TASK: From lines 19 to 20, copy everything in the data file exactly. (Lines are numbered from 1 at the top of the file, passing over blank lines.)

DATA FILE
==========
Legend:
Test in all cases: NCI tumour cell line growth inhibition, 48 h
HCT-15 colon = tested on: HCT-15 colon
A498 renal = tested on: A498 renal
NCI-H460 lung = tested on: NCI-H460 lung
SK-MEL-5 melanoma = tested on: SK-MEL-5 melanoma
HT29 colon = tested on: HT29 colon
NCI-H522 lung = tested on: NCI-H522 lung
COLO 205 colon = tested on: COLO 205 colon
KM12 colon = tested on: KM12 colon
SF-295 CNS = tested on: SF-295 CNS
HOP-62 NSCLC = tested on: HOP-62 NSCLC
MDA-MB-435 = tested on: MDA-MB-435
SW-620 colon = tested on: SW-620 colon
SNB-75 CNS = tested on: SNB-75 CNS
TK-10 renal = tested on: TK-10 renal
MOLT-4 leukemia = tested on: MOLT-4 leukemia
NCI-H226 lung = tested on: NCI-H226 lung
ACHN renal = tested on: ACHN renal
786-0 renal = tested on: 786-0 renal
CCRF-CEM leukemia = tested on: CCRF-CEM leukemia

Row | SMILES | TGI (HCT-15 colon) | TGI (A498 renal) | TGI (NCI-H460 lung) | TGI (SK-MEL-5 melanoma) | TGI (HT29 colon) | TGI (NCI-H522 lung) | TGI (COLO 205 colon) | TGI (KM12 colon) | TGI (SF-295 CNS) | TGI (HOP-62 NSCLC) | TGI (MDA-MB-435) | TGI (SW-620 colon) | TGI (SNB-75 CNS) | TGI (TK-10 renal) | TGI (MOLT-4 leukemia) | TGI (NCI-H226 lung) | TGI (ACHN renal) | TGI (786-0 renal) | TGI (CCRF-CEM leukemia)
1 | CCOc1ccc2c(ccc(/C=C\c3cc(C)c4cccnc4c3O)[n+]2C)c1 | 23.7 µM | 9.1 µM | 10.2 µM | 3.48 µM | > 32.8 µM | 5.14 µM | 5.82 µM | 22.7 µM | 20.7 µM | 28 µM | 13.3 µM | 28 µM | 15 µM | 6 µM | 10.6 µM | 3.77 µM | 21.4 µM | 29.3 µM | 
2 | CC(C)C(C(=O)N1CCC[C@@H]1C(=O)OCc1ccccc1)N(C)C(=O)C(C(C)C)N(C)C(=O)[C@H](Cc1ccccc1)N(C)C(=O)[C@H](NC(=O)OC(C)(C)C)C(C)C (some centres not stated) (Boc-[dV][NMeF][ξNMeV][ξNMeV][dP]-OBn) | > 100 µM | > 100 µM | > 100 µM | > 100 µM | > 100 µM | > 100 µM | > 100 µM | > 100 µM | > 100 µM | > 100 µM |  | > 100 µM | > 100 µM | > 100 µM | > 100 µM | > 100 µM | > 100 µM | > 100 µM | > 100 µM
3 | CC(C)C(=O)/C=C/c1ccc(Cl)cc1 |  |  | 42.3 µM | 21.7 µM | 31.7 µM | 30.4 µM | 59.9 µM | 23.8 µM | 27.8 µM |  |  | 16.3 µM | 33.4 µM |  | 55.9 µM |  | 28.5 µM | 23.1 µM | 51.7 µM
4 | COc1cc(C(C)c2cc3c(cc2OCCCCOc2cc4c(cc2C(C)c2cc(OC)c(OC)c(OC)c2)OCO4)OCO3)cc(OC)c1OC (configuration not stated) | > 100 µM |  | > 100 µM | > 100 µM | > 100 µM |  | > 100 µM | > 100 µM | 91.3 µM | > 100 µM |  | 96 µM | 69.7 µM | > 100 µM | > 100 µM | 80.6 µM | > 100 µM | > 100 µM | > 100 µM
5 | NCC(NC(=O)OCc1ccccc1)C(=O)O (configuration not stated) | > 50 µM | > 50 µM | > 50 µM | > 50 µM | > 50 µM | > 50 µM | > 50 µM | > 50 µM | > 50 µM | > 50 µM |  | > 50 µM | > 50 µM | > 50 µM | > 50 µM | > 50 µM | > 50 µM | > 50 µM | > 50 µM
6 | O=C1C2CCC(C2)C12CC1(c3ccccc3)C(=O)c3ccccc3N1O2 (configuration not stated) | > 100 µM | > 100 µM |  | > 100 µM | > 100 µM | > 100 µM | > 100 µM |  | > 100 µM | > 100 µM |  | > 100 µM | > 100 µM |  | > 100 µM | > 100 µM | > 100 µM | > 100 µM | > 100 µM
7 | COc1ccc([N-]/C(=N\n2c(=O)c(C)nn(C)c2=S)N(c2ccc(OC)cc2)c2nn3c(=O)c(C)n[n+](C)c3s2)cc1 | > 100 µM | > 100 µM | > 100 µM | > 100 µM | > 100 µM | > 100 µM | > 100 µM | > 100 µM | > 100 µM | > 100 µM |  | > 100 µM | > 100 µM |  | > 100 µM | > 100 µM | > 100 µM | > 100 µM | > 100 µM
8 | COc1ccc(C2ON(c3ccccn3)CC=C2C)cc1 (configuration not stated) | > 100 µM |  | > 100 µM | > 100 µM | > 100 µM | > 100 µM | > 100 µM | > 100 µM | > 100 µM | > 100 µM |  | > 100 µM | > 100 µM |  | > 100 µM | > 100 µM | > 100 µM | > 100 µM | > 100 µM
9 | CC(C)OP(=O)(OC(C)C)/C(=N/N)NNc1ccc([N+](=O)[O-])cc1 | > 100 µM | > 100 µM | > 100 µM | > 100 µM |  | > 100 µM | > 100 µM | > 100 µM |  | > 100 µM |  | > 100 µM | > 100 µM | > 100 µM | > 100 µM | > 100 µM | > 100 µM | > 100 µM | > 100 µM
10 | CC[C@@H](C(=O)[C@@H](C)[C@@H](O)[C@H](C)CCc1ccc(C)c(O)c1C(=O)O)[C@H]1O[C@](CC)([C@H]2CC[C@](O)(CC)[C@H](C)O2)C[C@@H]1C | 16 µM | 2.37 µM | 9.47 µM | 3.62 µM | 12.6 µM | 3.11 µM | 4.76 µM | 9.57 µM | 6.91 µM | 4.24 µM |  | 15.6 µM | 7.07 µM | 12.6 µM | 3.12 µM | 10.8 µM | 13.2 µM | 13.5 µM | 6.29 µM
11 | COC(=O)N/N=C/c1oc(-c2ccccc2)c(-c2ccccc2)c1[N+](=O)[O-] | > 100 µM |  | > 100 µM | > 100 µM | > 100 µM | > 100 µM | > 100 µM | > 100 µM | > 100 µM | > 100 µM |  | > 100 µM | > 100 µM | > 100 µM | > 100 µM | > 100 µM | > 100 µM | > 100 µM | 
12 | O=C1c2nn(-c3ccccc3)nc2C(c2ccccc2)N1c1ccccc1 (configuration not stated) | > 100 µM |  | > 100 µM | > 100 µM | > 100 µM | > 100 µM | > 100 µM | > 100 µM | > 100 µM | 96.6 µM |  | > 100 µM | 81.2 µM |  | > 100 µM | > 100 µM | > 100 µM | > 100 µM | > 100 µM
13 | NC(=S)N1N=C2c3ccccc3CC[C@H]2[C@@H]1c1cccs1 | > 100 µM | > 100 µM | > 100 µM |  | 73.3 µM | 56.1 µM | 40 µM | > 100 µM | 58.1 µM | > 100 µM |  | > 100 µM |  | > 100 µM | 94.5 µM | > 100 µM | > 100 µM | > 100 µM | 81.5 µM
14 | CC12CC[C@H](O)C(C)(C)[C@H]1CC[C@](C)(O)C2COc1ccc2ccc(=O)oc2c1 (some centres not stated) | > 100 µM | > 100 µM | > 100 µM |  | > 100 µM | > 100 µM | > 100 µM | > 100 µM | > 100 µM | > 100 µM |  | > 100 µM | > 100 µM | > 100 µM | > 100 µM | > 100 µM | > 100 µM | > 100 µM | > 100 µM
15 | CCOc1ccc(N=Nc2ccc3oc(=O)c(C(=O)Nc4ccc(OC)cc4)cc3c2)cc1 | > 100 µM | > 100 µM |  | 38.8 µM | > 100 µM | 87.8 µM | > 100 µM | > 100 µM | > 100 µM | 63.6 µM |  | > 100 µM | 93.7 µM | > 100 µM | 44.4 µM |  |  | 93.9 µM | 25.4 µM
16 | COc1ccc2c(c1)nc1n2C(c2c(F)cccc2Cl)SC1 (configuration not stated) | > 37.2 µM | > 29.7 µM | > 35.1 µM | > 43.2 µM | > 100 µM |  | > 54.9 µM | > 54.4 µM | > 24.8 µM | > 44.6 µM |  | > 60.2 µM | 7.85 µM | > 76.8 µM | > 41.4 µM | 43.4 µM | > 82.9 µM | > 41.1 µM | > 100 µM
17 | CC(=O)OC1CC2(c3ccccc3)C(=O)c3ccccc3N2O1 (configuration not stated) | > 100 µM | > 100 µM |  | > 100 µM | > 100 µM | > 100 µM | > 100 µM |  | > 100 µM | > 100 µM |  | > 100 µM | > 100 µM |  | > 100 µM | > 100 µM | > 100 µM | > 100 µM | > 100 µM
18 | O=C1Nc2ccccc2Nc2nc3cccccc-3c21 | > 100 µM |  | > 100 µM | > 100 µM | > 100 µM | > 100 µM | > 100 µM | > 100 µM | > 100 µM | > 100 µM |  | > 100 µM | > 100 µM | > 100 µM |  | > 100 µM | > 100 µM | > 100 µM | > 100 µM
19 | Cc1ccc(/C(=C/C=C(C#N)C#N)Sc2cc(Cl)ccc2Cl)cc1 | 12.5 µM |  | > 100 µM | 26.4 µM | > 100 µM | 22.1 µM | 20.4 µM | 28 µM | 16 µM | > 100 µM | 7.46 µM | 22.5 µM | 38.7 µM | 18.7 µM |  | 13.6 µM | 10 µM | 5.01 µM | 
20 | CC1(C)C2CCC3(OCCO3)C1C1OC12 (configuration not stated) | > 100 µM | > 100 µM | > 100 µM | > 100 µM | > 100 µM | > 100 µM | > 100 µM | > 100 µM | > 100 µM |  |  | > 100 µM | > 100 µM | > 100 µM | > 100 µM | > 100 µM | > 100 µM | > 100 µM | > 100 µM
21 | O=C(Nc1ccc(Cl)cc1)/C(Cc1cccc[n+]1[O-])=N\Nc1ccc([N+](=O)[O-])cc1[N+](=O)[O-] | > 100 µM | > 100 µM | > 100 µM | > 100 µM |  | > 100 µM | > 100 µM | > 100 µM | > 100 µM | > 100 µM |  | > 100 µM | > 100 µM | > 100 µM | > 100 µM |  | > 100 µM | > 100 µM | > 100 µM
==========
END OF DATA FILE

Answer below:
ACHN renal = tested on: ACHN renal
786-0 renal = tested on: 786-0 renal